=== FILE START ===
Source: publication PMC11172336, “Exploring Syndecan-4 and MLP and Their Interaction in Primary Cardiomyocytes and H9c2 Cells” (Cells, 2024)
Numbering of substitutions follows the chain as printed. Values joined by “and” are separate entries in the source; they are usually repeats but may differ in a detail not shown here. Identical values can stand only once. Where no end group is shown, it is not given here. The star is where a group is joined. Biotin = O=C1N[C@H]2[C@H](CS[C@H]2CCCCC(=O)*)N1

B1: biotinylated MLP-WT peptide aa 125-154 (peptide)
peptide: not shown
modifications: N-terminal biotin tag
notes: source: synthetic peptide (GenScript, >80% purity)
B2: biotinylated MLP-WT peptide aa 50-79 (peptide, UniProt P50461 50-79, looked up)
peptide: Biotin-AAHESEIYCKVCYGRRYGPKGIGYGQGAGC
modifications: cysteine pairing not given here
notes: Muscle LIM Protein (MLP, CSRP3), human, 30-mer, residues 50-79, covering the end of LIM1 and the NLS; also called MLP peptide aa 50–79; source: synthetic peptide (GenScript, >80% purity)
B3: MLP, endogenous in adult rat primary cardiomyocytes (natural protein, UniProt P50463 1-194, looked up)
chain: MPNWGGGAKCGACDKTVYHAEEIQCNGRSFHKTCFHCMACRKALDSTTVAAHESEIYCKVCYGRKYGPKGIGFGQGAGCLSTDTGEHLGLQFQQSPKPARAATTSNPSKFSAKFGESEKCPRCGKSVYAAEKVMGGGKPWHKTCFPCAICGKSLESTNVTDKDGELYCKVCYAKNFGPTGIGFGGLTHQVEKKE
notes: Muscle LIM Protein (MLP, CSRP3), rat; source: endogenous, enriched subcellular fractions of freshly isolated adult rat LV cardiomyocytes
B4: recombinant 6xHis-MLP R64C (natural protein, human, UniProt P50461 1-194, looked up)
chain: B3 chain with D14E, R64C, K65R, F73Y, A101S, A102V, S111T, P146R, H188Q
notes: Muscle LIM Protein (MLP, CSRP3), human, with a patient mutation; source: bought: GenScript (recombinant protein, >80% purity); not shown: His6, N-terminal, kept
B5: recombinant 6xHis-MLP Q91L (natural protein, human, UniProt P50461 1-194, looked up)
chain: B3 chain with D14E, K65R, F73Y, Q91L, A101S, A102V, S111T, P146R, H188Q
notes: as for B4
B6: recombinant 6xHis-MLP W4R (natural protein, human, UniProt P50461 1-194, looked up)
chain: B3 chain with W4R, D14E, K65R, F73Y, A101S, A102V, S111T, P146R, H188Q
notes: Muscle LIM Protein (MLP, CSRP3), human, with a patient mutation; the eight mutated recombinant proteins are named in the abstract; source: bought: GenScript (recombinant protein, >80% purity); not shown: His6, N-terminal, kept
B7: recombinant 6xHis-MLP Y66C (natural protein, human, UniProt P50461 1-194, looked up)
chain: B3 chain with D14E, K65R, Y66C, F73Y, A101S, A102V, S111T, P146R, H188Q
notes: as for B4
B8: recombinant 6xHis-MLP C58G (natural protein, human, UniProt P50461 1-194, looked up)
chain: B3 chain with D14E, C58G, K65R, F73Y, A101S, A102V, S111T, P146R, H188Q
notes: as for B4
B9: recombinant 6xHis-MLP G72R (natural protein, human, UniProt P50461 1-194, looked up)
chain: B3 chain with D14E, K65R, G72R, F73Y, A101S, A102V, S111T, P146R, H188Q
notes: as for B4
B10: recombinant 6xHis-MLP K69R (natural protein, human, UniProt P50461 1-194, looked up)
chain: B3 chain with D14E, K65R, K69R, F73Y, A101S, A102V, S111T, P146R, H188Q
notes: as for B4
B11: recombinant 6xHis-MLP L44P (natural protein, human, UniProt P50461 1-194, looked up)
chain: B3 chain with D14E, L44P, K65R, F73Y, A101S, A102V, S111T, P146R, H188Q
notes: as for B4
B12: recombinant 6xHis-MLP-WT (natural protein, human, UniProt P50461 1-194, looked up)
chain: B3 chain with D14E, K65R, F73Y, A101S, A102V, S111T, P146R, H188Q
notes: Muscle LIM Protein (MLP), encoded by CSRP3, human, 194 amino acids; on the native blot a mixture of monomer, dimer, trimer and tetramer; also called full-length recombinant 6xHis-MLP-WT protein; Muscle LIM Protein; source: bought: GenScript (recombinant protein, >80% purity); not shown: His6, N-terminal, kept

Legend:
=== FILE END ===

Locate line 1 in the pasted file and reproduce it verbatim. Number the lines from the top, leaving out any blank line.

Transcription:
Source: publication PMC11172336, “Exploring Syndecan-4 and MLP and Their Interaction in Primary Cardiomyocytes and H9c2 Cells” (Cells, 2024)